Over the past 2 days, I've been watching a thread over at MDW that showcased a rooted Motorola XYBOARD tablet but instructed us to wait a few days for the root method to be released. Root was achieved by none other than Dan Rosenberg, the ninja from vulnfactory.org, who has been serving multiple root methods for previously unrootable devices left and right.
Good news, everyone [of you five fine gentlemen in the corner who own a XYBOARD] - as of this morning, we have the root files. The procedure, which can be performed using Windows or Linux, is very simple, and all the files you need are packaged into a single zip file. Read More
Update: You can download a batch script to root your DROID 4 now (you'll need to have USB debugging and Unknown Sources enabled in the Application settings menu). Find the file on this page, and if you can spare it, take the time to donate to Dan Rosenberg for finding the exploit. All proceeds will go directly to charity, in this case, the American Red Cross.
Widely known and respected security researcher Dan Rosenberg has evidently uncovered a root method for the Droid 4, in addition to a universal Motorola root method. Though the Droid 4's root access was discovered less than a day after its release, both exploits are being withheld until a $500 bounty is raised. Read More
Pay attention to the name Dan Rosenberg, it's one that you're going to want to know for the future. He's the guy who brought us root for the Lenovo Thinkpad Tablet, and now he's back with a root method for the Sony Tablet S. His blog post on how he figured out the exploit is an absolutely fascinating read, albeit quite technical. Even if you don't understand the post in its entirety, you can still appreciate the genius at work to construct such a clever exploit.
I'll spare you all the technical details, but if you decide to give this root a try, I recommend that you read his post and learn what exactly is going on with your tablet. Read More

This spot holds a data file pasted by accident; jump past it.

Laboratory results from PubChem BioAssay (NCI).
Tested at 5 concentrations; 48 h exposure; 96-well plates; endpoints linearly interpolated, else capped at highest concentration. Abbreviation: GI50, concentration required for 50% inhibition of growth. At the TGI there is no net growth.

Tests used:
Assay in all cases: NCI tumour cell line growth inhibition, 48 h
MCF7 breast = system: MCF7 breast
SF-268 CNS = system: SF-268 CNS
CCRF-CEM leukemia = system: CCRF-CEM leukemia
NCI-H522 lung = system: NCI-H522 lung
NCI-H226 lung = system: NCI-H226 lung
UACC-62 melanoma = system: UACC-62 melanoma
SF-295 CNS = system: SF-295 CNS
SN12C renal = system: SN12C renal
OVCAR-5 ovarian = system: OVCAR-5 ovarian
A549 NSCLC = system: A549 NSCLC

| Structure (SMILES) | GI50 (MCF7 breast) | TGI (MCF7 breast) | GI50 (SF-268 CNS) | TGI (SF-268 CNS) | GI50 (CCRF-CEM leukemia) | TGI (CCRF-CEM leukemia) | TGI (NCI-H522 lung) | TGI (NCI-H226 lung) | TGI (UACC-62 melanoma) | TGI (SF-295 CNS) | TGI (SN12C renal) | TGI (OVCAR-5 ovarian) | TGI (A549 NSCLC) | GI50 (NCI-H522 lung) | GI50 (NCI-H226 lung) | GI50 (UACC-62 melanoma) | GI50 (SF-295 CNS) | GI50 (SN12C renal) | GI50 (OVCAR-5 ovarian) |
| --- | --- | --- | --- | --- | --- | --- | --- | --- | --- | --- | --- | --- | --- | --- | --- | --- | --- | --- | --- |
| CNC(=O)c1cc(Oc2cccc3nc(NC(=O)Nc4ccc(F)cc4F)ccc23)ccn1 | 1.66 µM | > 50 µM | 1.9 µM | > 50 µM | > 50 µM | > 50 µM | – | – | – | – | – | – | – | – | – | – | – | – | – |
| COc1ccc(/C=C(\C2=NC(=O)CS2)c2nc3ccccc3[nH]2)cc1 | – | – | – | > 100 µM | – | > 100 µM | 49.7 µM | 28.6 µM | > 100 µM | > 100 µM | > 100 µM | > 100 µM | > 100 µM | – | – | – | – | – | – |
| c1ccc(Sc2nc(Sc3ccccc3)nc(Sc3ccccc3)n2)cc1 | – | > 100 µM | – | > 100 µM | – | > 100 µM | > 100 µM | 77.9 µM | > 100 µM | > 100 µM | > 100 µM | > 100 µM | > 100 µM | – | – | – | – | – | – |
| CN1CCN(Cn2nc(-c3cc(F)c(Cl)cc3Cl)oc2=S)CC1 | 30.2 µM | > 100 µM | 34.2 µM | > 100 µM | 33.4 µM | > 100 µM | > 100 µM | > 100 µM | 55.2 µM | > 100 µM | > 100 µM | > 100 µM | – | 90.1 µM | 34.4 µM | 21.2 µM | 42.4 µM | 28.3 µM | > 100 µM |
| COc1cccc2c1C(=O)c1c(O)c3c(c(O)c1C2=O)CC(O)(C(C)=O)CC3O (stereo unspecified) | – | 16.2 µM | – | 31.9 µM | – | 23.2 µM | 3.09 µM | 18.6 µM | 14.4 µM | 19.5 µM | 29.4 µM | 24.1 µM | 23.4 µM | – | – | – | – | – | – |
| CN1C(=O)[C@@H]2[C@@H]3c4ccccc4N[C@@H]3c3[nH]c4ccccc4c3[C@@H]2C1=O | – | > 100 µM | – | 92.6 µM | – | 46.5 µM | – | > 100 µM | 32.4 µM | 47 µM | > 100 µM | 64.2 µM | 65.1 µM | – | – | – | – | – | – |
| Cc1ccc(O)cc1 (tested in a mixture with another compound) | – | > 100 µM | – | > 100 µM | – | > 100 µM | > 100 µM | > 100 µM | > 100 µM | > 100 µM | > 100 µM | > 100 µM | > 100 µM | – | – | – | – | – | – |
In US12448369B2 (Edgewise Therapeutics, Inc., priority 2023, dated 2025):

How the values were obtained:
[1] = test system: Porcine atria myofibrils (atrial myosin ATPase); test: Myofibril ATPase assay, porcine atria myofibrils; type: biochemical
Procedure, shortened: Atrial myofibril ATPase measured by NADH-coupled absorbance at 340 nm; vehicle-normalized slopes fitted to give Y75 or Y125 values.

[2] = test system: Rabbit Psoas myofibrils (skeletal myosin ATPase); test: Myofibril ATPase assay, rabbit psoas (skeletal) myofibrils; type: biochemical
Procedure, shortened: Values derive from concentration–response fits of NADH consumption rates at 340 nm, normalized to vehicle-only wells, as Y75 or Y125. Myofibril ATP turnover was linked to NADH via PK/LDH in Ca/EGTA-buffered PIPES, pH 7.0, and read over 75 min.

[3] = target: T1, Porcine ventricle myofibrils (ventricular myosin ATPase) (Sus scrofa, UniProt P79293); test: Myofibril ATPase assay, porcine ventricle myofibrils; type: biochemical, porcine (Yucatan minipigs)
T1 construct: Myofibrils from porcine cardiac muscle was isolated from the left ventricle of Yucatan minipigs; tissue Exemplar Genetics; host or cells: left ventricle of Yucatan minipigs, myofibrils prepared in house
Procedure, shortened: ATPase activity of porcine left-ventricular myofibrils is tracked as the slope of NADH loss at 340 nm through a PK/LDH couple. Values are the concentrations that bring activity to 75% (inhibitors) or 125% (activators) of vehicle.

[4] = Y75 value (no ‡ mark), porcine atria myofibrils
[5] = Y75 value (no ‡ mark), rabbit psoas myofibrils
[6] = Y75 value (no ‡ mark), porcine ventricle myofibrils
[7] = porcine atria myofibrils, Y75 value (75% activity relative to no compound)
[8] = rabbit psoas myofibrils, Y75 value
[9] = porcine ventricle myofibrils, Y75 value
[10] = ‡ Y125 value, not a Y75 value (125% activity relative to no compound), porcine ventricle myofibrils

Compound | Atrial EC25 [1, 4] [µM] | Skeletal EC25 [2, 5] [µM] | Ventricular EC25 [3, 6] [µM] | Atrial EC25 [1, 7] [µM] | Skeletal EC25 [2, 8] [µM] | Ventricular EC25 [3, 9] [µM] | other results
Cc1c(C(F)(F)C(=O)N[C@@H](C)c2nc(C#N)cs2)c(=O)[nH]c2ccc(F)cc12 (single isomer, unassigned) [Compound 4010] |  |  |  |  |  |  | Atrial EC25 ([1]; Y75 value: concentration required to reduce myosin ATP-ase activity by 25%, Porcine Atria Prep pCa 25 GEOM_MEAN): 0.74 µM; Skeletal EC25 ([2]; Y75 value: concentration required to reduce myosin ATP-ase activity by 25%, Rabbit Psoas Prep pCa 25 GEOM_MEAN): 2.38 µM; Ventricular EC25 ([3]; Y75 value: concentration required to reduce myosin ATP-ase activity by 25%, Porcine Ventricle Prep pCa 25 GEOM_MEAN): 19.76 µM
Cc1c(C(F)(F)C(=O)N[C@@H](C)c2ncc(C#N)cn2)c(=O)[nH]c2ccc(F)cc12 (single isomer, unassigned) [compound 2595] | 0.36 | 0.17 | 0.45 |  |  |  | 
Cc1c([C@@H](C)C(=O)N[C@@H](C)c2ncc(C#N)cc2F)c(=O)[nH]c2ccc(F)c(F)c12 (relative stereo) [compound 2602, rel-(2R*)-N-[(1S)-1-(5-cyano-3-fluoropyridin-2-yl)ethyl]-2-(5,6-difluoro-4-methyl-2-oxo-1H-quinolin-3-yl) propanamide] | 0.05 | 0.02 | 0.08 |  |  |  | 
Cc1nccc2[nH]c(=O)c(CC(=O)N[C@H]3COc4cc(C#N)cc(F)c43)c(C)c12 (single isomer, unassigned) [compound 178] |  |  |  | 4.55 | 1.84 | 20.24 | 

If you lost root after updating your Transformer Prime with the latest OTA, we have good news: thanks to a new method found by Android hacker Saurik, you can now root once again.
As always, we're not responsible if you damage your device. It's all you, baby!
So, you ready to make this happen? Let's get started.
First things first, you'll need to grab a couple of files.
Once you've downloaded the required files, plug your Prime into your computer, fire up adb, and enter the following commands (one at a time, of course):
adb push mempodroid /data/local
adb push su /data/local
adb shell chmod 777 /data/local/mempodroid
adb shell /data/local/mempodroid 0xd9ec 0xaf47 mount -o remount,rw '' /system
/data/local/mempodroid 0xd9ec 0xaf47 sh
At this point, you should be in a root shell session (indicated with the pound sign). Read More
Owners of the Lenovo Thinkpad tablet have long been waiting for a way to root their devices... in fact, the situation is so dire that there is a $785 bounty for root. Or was, anyway: Dan Rosenberg has figured out a way to root the device, and Justin Case and utkanos have managed to get ClockworkMod Recovery (CWM) up and running without a hitch. Luckily, both rooting and installing CWM are quite simple (though you do need an SD card to install CWM).
This article deals with a couple of advanced topics. If you’re unfamiliar with some of the terms, hit up our primers here:
- Rooting Explained + Top 5 Benefits Of Rooting
- Top Android Apps Every Rooted User Should Know About: Part 1 (Apps 1-8), Part 2 (Apps 9-16), Part 3 (Apps 17-25), Part 4 (26-33), Part 5 (34-41),Part 6 (42-49), Part 7 (50-57), Part 8 (58-65)
- Custom ROMs Explained And Why You Want Them
- How To Fully Back Up And Restore Your Android Phone Using Nandroid Backup